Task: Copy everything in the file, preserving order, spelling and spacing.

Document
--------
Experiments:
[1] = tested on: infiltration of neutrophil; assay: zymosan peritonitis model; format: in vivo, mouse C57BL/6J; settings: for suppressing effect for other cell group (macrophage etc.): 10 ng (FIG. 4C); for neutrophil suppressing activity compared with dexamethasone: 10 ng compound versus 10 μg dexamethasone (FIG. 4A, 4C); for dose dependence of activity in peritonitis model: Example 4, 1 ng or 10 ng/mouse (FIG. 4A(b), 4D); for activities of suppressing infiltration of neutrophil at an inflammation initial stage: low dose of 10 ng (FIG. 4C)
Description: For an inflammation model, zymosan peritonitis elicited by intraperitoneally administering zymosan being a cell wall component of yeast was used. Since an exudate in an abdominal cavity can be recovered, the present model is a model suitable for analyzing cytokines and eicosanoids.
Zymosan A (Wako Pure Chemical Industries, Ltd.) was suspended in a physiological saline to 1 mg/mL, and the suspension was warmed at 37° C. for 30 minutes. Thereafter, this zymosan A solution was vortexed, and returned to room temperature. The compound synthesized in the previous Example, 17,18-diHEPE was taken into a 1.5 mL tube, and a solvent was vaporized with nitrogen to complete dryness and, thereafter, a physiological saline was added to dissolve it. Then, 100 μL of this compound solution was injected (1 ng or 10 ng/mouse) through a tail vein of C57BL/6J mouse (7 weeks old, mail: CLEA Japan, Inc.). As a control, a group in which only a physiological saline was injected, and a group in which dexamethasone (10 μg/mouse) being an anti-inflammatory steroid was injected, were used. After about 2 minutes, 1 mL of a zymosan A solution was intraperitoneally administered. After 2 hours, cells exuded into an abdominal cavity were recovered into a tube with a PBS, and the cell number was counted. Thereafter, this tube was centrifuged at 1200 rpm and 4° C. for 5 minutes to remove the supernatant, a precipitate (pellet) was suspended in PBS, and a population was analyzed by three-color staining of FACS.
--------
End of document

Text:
Experiments:
[1] = tested on: infiltration of neutrophil; assay: zymosan peritonitis model; format: in vivo, mouse C57BL/6J; settings: for suppressing effect for other cell group (macrophage etc.): 10 ng (FIG. 4C); for neutrophil suppressing activity compared with dexamethasone: 10 ng compound versus 10 μg dexamethasone (FIG. 4A, 4C); for dose dependence of activity in peritonitis model: Example 4, 1 ng or 10 ng/mouse (FIG. 4A(b), 4D); for activities of suppressing infiltration of neutrophil at an inflammation initial stage: low dose of 10 ng (FIG. 4C)
Description: For an inflammation model, zymosan peritonitis elicited by intraperitoneally administering zymosan being a cell wall component of yeast was used. Since an exudate in an abdominal cavity can be recovered, the present model is a model suitable for analyzing cytokines and eicosanoids.
Zymosan A (Wako Pure Chemical Industries, Ltd.) was suspended in a physiological saline to 1 mg/mL, and the suspension was warmed at 37° C. for 30 minutes. Thereafter, this zymosan A solution was vortexed, and returned to room temperature. The compound synthesized in the previous Example, 17,18-diHEPE was taken into a 1.5 mL tube, and a solvent was vaporized with nitrogen to complete dryness and, thereafter, a physiological saline was added to dissolve it. Then, 100 μL of this compound solution was injected (1 ng or 10 ng/mouse) through a tail vein of C57BL/6J mouse (7 weeks old, mail: CLEA Japan, Inc.). As a control, a group in which only a physiological saline was injected, and a group in which dexamethasone (10 μg/mouse) being an anti-inflammatory steroid was injected, were used. After about 2 minutes, 1 mL of a zymosan A solution was intraperitoneally administered. After 2 hours, cells exuded into an abdominal cavity were recovered into a tube with a PBS, and the cell number was counted. Thereafter, this tube was centrifuged at 1200 rpm and 4° C. for 5 minutes to remove the supernatant, a precipitate (pellet) was suspended in PBS, and a population was analyzed by three-color staining of FACS.